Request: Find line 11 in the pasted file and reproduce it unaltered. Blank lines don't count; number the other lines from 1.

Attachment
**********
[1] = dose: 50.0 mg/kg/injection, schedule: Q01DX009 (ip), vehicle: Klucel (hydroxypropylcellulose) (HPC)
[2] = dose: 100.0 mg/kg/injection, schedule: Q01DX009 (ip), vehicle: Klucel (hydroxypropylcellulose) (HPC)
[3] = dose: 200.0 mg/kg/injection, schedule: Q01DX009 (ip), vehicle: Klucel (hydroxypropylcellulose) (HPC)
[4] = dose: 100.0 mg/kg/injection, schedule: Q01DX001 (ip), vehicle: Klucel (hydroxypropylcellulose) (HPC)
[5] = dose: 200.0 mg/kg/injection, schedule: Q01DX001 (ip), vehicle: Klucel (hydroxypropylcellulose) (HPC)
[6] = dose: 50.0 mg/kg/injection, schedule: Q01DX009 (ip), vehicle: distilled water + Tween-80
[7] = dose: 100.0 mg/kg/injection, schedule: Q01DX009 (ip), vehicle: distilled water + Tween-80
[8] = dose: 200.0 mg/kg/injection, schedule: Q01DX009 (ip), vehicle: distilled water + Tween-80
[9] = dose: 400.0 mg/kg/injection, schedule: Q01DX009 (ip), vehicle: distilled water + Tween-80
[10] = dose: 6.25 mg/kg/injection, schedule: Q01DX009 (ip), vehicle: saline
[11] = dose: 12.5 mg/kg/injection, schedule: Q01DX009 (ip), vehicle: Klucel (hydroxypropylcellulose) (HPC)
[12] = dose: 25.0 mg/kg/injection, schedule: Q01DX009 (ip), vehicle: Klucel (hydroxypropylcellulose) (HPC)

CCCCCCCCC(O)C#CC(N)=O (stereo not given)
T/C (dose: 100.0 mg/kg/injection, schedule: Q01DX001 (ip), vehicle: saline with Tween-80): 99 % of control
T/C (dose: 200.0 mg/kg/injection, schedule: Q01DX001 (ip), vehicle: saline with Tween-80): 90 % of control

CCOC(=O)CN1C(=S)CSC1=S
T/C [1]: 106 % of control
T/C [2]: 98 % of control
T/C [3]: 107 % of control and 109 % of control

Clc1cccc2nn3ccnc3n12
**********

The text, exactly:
[11] = dose: 12.5 mg/kg/injection, schedule: Q01DX009 (ip), vehicle: Klucel (hydroxypropylcellulose) (HPC)